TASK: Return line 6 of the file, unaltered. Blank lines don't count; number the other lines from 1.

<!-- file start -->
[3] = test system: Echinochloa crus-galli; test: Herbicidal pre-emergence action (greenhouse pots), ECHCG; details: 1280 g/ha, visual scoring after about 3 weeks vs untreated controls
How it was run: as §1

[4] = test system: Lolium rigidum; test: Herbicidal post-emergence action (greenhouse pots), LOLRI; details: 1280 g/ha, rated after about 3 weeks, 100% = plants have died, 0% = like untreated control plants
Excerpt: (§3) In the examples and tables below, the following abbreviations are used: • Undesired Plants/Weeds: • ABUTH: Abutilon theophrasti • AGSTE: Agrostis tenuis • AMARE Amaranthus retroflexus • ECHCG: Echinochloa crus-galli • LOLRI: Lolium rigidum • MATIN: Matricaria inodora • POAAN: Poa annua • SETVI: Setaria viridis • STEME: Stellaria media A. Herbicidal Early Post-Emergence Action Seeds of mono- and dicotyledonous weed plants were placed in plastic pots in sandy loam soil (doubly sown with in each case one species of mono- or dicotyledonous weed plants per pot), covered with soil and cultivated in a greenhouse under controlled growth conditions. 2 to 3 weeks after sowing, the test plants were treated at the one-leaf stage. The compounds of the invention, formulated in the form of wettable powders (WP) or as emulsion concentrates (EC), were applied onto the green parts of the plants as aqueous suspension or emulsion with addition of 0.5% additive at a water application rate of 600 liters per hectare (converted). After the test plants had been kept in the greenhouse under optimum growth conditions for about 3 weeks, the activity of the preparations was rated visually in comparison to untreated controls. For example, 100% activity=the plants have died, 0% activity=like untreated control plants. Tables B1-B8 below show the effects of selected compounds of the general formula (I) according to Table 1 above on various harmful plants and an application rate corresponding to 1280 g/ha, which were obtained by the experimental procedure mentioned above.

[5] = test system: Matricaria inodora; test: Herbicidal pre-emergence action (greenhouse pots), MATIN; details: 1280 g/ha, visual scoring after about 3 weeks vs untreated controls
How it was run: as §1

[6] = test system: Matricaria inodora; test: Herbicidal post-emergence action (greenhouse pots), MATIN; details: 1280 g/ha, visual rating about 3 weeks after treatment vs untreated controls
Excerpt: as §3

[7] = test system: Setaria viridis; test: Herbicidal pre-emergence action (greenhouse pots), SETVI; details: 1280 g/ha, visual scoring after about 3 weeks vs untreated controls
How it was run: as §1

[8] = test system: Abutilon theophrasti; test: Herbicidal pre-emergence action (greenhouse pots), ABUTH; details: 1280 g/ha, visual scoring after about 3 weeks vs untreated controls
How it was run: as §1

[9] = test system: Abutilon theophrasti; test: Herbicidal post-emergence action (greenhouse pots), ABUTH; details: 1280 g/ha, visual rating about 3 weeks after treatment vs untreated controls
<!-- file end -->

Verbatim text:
How it was run: as §1